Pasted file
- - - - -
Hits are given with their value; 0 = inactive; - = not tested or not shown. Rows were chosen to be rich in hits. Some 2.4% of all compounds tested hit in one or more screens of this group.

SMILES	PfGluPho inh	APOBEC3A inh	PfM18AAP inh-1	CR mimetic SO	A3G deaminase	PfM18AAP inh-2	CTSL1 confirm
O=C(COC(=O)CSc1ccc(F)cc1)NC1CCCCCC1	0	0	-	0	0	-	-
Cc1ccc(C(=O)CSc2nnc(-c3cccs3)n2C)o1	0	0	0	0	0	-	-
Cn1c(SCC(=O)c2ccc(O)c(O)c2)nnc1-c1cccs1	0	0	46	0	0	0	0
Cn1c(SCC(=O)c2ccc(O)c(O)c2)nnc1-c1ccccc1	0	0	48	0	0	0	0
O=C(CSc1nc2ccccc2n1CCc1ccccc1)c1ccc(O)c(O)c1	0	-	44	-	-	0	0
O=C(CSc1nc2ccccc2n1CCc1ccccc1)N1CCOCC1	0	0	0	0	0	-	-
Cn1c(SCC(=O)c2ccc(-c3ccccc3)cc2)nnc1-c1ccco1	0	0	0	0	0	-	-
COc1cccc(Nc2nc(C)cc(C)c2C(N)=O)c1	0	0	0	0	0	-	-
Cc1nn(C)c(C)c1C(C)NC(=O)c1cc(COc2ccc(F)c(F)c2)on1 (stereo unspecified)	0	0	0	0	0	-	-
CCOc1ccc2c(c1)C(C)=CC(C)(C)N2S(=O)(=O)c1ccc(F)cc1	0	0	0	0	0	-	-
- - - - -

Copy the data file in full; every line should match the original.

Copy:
Hits are given with their value; 0 = inactive; - = not tested or not shown. Rows were chosen to be rich in hits. Some 2.4% of all compounds tested hit in one or more screens of this group.

SMILES	PfGluPho inh	APOBEC3A inh	PfM18AAP inh-1	CR mimetic SO	A3G deaminase	PfM18AAP inh-2	CTSL1 confirm
O=C(COC(=O)CSc1ccc(F)cc1)NC1CCCCCC1	0	0	-	0	0	-	-
Cc1ccc(C(=O)CSc2nnc(-c3cccs3)n2C)o1	0	0	0	0	0	-	-
Cn1c(SCC(=O)c2ccc(O)c(O)c2)nnc1-c1cccs1	0	0	46	0	0	0	0
Cn1c(SCC(=O)c2ccc(O)c(O)c2)nnc1-c1ccccc1	0	0	48	0	0	0	0
O=C(CSc1nc2ccccc2n1CCc1ccccc1)c1ccc(O)c(O)c1	0	-	44	-	-	0	0
O=C(CSc1nc2ccccc2n1CCc1ccccc1)N1CCOCC1	0	0	0	0	0	-	-
Cn1c(SCC(=O)c2ccc(-c3ccccc3)cc2)nnc1-c1ccco1	0	0	0	0	0	-	-
COc1cccc(Nc2nc(C)cc(C)c2C(N)=O)c1	0	0	0	0	0	-	-
Cc1nn(C)c(C)c1C(C)NC(=O)c1cc(COc2ccc(F)c(F)c2)on1 (stereo unspecified)	0	0	0	0	0	-	-
CCOc1ccc2c(c1)C(C)=CC(C)(C)N2S(=O)(=O)c1ccc(F)cc1	0	0	0	0	0	-	-